Effects of endocannabinoid neurotransmission modulators on brain stimulation reward
Styliani Vlachou, George G. Nomikos & George Panagis
Psychopharmacology, 2006, 188, 293–305
Doi : 10.1007/s00213-006-0506-0
Rationale : The endogenous cannabinoid system is responsive to the neurobiological actions of Δ9-tetrahydrocannabinol (THC) and other cannabinoid ligands. While numerous studies have focused on the behavioral and pharmacological effects of THC and cannabinoid agonists in experimental animals, most recent work focuses on compounds that modulate endocannabinoid neurotransmission. However, the relevant studies concerning the ability of endocannabinoid modulators to modify reward processes in
experimental animals remain rather scarce.
Objectives : The present study examined the effects of drugs modulating endocannabinoid neurotransmission on brain reward function using the rate–frequency curve shift paradigm of intracranial self-stimulation (ICSS).
Methods : Animals were implanted with electrodes into the medial forebrain bundle (MFB). After brain stimulation reward thresholds stabilized, rats received intraperitoneal injections of the fatty acid amide hydrolase (FAAH) inhibitors phenylmethylsulfonyl fluoride (PMSF) (0, 15, 30, and 60 mg/kg) and URB-597 (0, 0.3, 1, and 3 mg/kg) and the selective anandamide reuptake inhibitor OMDM-2 (0, 3, 10, and 30 mg/kg).
Results : The highest dose of URB-597 and OMDM-2 significantly increased the threshold frequency required for MFB ICSS, while PMSF increased the threshold frequency in all doses tested. The cannabinoid 1 (CB1) receptor antagonist SR141716A reversed the actions of URB-597 and OMDM-2, but not PMSF, without affecting reward thresholds by itself.
Conclusions : These results indicate that under the present experimental conditions endocannabinoid modulators do not exhibit reinforcing properties, but rather have inhibitory influence on reward processes. The anhedonic effects of URB-597 and OMDM-2, but not PMSF, observed at the highest doses in this study are probably mediated through direct CB1 receptor stimulation.
Keywords : Intracranial self-stimulation . Endogenous cannabinoids . Anandamide transport .
Reward . Fatty acid amide hydrolase (FAAH) . Phenylmethylsulfonyl fluoride (PMSF) .OMDM-2 . URB-597 . SR141716A
Within the last 15 years, the discovery of the endogenous cannabinoid system has boosted cannabinoid pharmacology and led to an increasing number of investigations on its role in physiology and pathophysiology and on the therapeutic potential of compounds that modify endocannabinoid neurotransmission. In the brain, this endocannabinoid system is mainly comprised by the cannabinoid 1 (CB1) receptor and its endogenous ligands with cellular mechanisms for their production, release, and degradation (Ameri 1999; Chaperon and Thiébot 1998; Tanda and Goldberg 2003; Bisogno et al. 2005; Fowler et al. 2005; Pazos et al. 2005). It is generally accepted that the endocannabinoid system plays a modulatory role in the control of motor behavior, learning and memory, nociception, emesis, appetite, and mood (Inui 2001; Romero et al. 2002; Fowler et al. 2005; Kirkham 2005; Lundqvist 2005; Vickers and Kennett 2005; Viveros et al. 2005). Among the endogenous cannabimimetic substances, anandamide is as yet the best studied and known. Anandamide is released on demand by stimulated neurons; it binds to and activates cannabinoid receptors with relatively high affinity, potency, and efficacy and is rapidly eliminated through a two-step process consisting of a carrier-mediated transport followed by intracellular hydrolysis (Di Marzo et al. 1994; Beltramo et al. 1997; Giuffrida et al. 1999). Recently, an anandamide transport process was identified (Moore et al. 2005), while anandamide hydrolysis is catalyzed by the enzyme fatty acid amide hydrolase (FAAH), a membrane-bound serine hydrolase (Cravatt et al. 1996; Patricelli et al. 1999).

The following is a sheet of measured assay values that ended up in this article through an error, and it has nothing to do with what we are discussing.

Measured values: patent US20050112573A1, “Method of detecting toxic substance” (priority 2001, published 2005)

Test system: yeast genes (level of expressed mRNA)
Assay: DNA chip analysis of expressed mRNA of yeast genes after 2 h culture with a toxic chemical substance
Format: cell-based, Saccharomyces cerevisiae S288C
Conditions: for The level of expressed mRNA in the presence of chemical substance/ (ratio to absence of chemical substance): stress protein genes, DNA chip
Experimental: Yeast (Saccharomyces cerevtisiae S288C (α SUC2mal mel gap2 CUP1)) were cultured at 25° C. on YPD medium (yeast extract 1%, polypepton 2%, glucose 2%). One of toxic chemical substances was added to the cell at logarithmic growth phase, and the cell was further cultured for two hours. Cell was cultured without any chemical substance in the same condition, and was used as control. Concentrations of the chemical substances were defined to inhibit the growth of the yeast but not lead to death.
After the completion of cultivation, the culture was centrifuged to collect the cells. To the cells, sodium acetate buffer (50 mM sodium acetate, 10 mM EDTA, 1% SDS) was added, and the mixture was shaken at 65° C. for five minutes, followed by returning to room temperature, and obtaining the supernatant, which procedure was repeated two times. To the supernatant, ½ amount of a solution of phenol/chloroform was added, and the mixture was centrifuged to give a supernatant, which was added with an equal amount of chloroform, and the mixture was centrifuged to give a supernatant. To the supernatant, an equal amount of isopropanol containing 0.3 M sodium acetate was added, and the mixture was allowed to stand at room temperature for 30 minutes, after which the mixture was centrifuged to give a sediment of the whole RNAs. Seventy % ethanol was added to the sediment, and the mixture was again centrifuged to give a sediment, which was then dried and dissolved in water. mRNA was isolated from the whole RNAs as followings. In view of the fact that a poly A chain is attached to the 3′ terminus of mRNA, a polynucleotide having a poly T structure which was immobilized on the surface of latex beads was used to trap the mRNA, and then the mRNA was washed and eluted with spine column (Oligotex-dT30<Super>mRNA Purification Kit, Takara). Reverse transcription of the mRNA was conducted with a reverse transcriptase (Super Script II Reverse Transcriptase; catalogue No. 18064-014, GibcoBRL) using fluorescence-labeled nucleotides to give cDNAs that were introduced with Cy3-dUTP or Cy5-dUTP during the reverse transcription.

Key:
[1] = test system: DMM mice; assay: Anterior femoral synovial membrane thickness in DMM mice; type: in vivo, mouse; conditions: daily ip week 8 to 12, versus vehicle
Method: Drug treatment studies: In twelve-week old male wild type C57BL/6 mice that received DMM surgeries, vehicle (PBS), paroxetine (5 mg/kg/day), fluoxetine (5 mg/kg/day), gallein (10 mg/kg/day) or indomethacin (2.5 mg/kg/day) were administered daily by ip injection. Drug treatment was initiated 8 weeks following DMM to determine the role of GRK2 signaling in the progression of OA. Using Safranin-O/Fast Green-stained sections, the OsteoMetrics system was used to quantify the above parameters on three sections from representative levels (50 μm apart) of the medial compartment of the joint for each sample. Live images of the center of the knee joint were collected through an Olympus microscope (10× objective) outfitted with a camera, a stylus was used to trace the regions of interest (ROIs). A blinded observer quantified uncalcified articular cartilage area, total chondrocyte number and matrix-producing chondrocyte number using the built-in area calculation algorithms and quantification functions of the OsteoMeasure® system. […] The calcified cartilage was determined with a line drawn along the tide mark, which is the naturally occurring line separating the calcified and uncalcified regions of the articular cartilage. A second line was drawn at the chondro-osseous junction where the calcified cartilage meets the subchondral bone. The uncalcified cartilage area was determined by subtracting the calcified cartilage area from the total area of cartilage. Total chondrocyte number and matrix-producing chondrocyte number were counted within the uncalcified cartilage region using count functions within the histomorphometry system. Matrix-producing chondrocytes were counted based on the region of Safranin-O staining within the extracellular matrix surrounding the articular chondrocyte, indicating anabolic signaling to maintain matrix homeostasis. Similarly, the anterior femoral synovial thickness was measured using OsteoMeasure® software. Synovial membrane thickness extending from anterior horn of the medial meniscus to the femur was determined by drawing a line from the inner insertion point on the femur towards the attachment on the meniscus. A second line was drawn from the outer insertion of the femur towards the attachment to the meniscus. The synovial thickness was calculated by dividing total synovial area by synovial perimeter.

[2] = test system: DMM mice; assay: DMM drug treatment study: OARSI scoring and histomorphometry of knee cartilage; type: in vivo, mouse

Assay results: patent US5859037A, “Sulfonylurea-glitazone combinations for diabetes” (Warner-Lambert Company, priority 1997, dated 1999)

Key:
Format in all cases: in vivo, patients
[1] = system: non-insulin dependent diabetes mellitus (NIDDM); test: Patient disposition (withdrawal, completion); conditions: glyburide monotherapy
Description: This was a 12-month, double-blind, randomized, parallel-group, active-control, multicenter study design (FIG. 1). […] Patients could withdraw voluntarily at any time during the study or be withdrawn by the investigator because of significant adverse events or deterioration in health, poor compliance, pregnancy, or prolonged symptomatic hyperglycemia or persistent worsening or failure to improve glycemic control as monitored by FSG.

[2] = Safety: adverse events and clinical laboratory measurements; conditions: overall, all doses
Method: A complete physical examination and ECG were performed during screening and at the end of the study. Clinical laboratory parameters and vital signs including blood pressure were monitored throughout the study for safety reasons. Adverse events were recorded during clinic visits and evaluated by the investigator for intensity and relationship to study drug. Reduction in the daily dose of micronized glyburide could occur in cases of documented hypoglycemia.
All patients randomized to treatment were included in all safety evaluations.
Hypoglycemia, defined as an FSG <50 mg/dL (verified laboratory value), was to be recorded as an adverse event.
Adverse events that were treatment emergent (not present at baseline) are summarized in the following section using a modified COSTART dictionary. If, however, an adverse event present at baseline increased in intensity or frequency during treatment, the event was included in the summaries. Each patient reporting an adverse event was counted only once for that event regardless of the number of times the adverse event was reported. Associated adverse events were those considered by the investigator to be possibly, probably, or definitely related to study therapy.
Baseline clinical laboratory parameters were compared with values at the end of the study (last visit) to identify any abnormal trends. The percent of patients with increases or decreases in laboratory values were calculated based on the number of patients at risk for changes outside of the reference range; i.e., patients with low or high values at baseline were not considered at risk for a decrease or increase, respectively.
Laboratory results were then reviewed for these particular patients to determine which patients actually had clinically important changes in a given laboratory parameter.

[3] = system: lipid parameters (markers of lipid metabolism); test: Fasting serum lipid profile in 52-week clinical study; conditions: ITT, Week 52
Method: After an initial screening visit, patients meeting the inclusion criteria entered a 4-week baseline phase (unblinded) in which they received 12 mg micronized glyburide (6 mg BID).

Recent studies have provided strong experimental evidence that endogenous cannabinoids are released from depolarized postsynaptic neurons and act retrogradely onto presynaptic neurons to suppress subsequent neurotransmitter release (Maejima et al. 2001; Wilson and Nicoll 2001; Freund et al. 2003). This neuromodulatory action of endocannabinoids at the synapse is mediated via CB1 receptors (Schlicker and Kathmann 2001). It is interesting to note that endocannabinoid levels and/or cannabinoid receptor density are purportedly affected in several neuropsychiatric disorders such as Parkinson’s disease, Huntington’s disease, multiple sclerosis, epilepsy, certain types of pain, and excitotoxicity (Gubellini et al. 2002; Lastres-Becker et al. 2002; Kathuria et al. 2003; Marsicano et al. 2003; Wallace et al. 2003; Fujiwara and Egashira 2004; Lichtman et al. 2004; Ortiz et al. 2004).
Therefore, it should be possible to treat these pathological conditions using drugs that modulate endocannabinoid levels (Lambert and Fowler 2005; Mackie 2005). In fact, the knowledge of the mechanisms through which the endogenous levels of endocannabinoids and the activation of cannabinoid receptors are regulated might have an enormous impact on the development of selective compounds with beneficial effects (Martin 2002; Ortega-Gutiérrez 2005; Pertwee 2005).